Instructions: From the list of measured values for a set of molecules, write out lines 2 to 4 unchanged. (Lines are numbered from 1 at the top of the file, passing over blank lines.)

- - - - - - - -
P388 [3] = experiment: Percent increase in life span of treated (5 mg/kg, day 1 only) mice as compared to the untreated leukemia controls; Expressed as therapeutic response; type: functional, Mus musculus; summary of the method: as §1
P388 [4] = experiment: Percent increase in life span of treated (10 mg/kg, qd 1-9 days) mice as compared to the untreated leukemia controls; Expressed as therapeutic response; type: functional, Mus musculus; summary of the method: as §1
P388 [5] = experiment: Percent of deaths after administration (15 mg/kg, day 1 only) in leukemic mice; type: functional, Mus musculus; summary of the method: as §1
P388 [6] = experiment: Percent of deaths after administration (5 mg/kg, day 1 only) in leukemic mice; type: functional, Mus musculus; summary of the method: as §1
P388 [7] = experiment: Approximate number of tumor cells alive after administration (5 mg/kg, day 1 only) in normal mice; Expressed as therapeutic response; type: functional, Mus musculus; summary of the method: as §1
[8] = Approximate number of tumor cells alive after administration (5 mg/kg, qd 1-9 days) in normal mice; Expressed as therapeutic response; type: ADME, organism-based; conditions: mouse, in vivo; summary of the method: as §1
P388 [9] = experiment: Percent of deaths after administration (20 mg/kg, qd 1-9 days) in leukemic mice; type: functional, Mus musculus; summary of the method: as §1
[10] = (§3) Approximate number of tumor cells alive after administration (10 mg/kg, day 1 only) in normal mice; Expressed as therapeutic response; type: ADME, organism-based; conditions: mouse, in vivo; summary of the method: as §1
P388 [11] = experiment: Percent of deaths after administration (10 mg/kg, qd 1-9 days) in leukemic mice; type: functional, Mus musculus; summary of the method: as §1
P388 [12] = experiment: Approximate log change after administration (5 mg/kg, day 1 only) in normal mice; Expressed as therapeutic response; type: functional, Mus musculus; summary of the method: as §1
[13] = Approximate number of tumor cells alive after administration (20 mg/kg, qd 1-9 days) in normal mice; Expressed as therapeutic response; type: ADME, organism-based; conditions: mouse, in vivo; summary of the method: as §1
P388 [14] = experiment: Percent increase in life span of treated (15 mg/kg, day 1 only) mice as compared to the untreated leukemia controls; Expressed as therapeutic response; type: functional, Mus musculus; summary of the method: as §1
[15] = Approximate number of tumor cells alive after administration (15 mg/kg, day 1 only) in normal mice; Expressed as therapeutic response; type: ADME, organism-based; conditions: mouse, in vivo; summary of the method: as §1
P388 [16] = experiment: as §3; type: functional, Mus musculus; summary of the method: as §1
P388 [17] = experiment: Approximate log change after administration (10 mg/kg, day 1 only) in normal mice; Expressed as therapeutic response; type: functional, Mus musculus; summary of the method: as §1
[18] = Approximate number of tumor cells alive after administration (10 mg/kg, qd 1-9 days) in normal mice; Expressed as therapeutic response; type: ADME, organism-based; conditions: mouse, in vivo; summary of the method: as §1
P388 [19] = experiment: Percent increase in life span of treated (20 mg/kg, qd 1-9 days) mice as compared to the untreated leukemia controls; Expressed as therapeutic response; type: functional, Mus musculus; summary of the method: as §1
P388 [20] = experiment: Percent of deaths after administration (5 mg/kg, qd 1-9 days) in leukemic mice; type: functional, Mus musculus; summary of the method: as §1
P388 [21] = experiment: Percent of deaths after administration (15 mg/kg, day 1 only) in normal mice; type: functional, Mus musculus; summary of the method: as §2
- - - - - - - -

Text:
P388 [4] = experiment: Percent increase in life span of treated (10 mg/kg, qd 1-9 days) mice as compared to the untreated leukemia controls; Expressed as therapeutic response; type: functional, Mus musculus; summary of the method: as §1
P388 [5] = experiment: Percent of deaths after administration (15 mg/kg, day 1 only) in leukemic mice; type: functional, Mus musculus; summary of the method: as §1
P388 [6] = experiment: Percent of deaths after administration (5 mg/kg, day 1 only) in leukemic mice; type: functional, Mus musculus; summary of the method: as §1